I’ve no idea what Sweet Joy is making here, she could have been measuring sugar for the canelés or the chocolate meringue mixture that flopped (the first time Oddur had ever known Mimi’s meringues not to work and “she has made hundreds, maybe thousands of the things”) and had to be turned into a pavlova or one of the delicious cakes we made, perhaps it’s the lusciouslly sumptuous Far Breton or prune cake (along the lines of a clafoutis or the flognarde in Mimi’s book) or maybe it was the DELICIOUS walnut cake that also stuck to it’s beautiful bundt tin (carefully greased by none other than moi – oops!). Or maybe Sweet Joy is measuring out the sugar for a batch of Mimi’s no churn lemon ice-cream, something Mimi had perfected for her column in Elle Magazine days before we arrived and was so excited to share with us.
These were destined to be stuffed with bacon and sautéd in butter and served alongside some smashed potatoes and were followed by the chocolate pavlova aka Meringue Mishap.
“Cou cou” “Anne, where are you?” This brocante and Anne, the woman who owns it, are a real feature on Manger so we were all eager to pay it a visit. But when we arrived Anne was nowhere to be seen and we thought that we might have to set off back to the house without getting a look inside. Happily Anne turned up after not too long and we all went inside for a little mooch around and, we ALL bought something. I must say, Anne has curated a great collection of bits and pieces. I was mostly interested in crockery and bought a cake stand and three plates (one of which got broken about two days after being unpacked!). I managed to resist buying the twelve plates that matched the cake stand (and do still sometimes wish that I hadn’t). I normally feel a little like a white elephant when I’m in shops like these – nobody wants to mention it but everyone is thinking that it might be safer for all the contents of the shop were I to just step outside. But I felt completely comfortable at Anne’s.
Here I am above “doing an Anne” and below is Anne doing a real “Anne” – I reckon she does it better.
Mimi organised a special treat for us one afternoon – we were visited by the incredibly charming Gilles de Marcellus who runs the nearby guesthouse Château Ormes de Pez. Gilles is a keen cook and had come to teach us how to make the Bordeaux speciality of canelés. Because the mixture really needs to be made ahead Gilles had brought some with him but we did make up a fresh batch of the batter too which I think got used for the children the next day. Sweet Joy was staying at Ormes de Pez so already knew Gilles but Kathleen and I warmed to him immediately. We spent a lovely couple of hours chatting away and whisking up our slightly boozy batter, we greased the gorgeous copper moulds and each had a go at filling them with the special contraption Gilles had brought along with him for the job. We popped them in the oven, waited and then…”Ta dah” they had stuck! Shock horror, this wasn’t supposed to happen and in fact, rarely does happen (not to Gilles, anyway)! You can almost see Gilles in the photo below thinking to himself “this has to be the worst group ever”. Anyway, we managed to salvage enough canelés for us each to have one and saved a couple for Johanna. Mimi thought that she’d seen some of the copper moulds in a local supermarket and we all agreed that we’d like to do a mini trip to get some.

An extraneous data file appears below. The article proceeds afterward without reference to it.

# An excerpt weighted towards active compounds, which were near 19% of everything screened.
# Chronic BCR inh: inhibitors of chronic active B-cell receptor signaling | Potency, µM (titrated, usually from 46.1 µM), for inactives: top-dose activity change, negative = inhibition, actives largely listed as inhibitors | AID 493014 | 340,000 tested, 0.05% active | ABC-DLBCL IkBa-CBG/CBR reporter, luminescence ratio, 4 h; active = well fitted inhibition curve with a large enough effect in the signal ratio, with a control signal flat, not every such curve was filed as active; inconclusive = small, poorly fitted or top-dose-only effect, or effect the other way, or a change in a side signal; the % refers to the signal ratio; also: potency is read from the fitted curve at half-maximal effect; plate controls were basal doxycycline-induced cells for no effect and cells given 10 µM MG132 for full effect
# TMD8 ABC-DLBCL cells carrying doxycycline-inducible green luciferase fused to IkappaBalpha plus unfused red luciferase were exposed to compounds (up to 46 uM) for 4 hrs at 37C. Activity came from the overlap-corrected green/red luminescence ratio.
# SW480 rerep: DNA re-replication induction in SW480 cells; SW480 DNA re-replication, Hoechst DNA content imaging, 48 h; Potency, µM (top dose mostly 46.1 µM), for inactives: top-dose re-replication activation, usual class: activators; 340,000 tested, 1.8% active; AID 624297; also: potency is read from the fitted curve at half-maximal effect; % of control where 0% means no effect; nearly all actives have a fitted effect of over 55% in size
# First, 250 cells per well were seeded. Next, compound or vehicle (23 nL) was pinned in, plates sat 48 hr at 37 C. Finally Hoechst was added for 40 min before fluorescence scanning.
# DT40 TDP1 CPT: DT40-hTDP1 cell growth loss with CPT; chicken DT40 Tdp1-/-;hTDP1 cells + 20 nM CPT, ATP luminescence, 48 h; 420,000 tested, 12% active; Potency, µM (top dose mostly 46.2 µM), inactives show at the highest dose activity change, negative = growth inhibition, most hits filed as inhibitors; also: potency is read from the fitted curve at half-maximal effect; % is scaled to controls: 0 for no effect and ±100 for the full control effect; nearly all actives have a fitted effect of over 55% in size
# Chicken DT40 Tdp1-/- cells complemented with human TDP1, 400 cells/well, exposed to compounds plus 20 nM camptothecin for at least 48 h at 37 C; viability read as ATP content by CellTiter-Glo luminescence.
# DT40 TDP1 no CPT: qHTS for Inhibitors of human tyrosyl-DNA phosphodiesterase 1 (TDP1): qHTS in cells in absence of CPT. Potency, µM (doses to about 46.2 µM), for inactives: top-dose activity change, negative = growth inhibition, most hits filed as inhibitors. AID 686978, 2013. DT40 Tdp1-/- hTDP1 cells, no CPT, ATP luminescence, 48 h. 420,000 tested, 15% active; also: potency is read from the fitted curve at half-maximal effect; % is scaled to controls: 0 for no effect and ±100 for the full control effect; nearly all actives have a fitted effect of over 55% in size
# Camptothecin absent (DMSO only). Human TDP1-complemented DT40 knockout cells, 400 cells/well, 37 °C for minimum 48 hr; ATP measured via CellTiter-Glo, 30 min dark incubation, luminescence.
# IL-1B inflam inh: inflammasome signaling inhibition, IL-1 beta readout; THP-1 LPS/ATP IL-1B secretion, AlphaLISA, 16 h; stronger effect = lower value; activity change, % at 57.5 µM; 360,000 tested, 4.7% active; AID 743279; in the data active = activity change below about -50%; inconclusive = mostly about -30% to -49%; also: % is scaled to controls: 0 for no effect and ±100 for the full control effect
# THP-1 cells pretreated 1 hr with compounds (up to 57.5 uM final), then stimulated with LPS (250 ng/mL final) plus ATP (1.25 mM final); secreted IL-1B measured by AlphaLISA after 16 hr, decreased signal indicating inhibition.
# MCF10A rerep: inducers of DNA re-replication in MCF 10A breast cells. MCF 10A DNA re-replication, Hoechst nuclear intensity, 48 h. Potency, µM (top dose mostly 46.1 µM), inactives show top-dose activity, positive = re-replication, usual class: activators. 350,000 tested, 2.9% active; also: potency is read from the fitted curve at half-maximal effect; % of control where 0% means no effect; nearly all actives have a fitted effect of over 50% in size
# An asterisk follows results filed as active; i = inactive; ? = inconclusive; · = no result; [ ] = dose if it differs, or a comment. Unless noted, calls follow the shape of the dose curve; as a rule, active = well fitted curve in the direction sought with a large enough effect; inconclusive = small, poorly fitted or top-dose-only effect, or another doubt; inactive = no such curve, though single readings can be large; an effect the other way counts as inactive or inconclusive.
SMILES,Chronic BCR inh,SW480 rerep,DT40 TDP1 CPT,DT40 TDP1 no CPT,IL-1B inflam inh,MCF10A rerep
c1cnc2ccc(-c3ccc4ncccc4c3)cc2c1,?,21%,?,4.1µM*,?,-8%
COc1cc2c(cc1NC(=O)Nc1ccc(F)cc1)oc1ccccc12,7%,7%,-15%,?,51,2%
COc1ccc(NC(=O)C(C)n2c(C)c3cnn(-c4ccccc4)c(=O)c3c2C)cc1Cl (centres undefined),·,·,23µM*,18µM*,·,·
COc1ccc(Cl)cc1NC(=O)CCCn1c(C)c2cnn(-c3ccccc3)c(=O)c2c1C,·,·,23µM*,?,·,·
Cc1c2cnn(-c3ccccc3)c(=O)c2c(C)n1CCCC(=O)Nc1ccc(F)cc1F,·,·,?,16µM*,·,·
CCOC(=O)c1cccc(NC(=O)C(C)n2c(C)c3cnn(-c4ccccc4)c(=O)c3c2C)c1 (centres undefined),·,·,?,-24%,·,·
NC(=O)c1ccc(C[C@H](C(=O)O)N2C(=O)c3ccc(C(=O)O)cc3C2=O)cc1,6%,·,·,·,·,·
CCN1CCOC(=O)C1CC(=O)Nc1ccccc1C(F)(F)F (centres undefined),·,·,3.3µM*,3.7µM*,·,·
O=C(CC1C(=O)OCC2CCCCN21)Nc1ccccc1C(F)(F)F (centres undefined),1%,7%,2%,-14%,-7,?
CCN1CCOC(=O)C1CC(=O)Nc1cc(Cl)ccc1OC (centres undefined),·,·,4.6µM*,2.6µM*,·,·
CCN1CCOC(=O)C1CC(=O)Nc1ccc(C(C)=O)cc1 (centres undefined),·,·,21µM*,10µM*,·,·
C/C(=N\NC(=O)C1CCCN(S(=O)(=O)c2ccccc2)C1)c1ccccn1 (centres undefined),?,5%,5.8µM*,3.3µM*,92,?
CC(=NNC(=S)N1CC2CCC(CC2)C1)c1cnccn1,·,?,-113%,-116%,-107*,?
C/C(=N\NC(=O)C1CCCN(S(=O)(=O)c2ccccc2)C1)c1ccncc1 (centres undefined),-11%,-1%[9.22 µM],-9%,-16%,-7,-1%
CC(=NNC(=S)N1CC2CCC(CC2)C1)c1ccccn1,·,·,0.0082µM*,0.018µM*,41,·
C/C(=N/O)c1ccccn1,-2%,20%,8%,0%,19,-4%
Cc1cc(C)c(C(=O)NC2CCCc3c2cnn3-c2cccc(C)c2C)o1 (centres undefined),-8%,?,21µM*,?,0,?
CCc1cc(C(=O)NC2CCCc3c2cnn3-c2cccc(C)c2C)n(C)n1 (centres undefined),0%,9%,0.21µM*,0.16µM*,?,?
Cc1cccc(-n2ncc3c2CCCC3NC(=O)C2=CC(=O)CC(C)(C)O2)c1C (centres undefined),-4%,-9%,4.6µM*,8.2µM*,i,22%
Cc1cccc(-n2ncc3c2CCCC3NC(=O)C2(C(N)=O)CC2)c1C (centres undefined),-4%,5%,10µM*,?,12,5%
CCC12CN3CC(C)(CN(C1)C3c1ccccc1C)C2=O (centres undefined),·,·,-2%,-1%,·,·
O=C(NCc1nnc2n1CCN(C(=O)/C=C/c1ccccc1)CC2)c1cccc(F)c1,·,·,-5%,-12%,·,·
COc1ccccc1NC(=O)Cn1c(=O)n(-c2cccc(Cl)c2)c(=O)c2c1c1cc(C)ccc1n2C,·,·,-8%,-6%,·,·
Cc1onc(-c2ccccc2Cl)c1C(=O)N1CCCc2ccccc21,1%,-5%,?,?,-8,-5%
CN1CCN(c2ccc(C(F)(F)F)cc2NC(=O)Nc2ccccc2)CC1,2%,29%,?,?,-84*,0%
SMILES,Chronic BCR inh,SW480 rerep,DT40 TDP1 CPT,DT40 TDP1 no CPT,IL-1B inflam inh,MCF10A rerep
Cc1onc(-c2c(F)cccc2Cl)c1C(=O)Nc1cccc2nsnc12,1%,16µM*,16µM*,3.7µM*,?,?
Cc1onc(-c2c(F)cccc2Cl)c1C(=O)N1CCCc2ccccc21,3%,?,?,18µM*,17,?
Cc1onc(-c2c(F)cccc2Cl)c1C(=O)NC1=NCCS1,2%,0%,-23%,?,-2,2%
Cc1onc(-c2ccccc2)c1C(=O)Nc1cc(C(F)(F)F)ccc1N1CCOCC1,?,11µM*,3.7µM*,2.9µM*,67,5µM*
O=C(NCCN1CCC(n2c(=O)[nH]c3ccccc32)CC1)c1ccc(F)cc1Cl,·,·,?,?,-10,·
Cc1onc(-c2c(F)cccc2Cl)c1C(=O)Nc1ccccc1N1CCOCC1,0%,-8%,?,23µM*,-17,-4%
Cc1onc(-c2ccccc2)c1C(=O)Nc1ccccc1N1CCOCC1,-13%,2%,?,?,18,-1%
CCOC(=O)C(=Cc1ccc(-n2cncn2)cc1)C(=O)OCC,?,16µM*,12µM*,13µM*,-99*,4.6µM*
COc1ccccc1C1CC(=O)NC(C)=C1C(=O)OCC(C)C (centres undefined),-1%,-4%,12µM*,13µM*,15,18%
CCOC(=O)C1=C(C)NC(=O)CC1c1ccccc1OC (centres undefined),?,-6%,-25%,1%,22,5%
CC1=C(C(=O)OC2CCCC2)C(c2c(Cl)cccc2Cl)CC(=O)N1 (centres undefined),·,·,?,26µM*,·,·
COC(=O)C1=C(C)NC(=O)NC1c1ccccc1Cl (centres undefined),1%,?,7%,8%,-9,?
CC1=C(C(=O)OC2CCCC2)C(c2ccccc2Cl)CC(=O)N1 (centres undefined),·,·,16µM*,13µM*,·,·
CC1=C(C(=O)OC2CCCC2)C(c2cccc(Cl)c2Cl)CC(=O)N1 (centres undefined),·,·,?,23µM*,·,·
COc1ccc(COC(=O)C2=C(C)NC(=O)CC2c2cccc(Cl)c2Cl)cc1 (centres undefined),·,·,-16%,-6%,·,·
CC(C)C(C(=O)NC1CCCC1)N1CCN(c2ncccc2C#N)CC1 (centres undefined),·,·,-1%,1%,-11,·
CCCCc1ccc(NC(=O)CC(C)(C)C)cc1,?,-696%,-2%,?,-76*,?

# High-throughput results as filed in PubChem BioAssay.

We were all just minding our business, Oddur watering the plants, Johanna erm..leaning out of a window, me hanging about on street corners when a great group of cyclist sped by – I managed to catch this one as he’d slowed down to say hello.
I just found the area beautiful and so peaceful. Everywhere that you look is like a painting or a backdrop. There was a house right by Mimi’s that was for sale and believe you me.., if I’d have been able to release some of the equity from my current house, I’d have bought it like a shot!
Here’s Anne doing all the work (for a change – haha) removing the breasts from the pigeons to make the squab pie.